Covid-19: No need for complacency
ZIMBABWE recorded two coronavirus deaths at the weekend, a clear signal that we are far from flattening the pandemic curve and that we should treble our efforts to contain and mitigate the spread of the disease.
As of yesterday morning, Zimbabwe had recorded 486 positive cases of the pandemic, including six deaths and 64 recoveries. We have 416 active cases. The two deaths were in Bulawayo and the Midlands provinces.
We have noticed with great worry that cases of the killer disease have been spiking rapidly over the past month as Zimbabweans abroad continue to return home from countries such as South Africa, Botswana, Namibia and the United Kingdom. Most of the new cases are attributed to these returnees.
But last week we recorded 20 local transmissions in one day — a very worrying phenomenon.
Of concern to us is the country seems to be relaxing in the fight against this killer disease. Our government is doing very little to carry out as many tests as it should to determine the extent of the pandemic and appropriately deploy measures to curb its spread.
While we applaud the government for committing more resources to testing returnees given that they seem to be more affected by the virus, it is our considered argument that it should also not neglect local testing and contact tracing.
At least returnees with Covid-19 are detected easily while in quarantine centres unlike locals who could be roaming the streets spreading the disease unknowingly. We need more local testing and the government must do whatever is in its powers to source more testing kits.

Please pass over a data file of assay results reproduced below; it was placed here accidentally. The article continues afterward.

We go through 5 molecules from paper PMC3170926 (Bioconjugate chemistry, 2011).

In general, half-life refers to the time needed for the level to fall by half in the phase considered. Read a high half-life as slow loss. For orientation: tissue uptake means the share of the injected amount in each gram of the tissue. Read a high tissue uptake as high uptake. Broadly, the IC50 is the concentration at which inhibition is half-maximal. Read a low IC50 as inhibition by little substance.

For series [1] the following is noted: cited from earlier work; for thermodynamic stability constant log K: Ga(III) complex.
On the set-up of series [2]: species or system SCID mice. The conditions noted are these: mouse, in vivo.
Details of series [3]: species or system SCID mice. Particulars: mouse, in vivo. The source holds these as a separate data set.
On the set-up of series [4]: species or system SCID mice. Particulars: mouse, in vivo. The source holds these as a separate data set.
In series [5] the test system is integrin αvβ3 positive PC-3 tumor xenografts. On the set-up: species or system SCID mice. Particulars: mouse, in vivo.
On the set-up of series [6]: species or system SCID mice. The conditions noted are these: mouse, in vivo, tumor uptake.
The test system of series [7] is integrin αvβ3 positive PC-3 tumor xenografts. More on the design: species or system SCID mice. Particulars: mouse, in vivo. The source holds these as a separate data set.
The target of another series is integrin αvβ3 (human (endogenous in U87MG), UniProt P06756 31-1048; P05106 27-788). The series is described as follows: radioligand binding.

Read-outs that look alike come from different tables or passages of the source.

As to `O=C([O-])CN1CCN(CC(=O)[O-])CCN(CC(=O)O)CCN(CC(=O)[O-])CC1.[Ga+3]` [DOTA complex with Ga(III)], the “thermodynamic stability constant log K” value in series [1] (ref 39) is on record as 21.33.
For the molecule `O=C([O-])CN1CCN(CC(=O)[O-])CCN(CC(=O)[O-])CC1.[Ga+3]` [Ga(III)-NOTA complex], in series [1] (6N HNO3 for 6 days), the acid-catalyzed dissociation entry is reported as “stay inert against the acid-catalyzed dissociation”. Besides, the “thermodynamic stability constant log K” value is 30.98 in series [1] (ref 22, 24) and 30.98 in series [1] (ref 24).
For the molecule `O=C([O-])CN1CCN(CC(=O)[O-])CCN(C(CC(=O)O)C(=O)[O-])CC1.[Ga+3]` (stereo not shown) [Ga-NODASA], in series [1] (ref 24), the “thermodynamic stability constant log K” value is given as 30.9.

We are glad that development partners and corporates are playing their part in fighting the killer disease. We have seen them donating all sorts of materials to the fight, among them, personal protective equipment, ventilators, hand sanitisers, masks and gloves. Public, private partnerships are the way to go in this life or death fight.
There is absolutely no need for complacency in the struggle against Covid-19. The deaths at the weekend call for introspection on measures the government has put in place to mitigate the spread of the disease and look at their efficacy. We need to reflect on decisions we have made, how correct they are and if need be, revisit them.
Several questions have been raised on the wisdom of relaxing lockdown measures when we were not sure of the extent of the disease in the country.
More questions are being asked on why the country intends to re-open schools on July 28 when cases of the pandemic are going up daily.
There is no need for complacency if we are to win the war against Covid-19.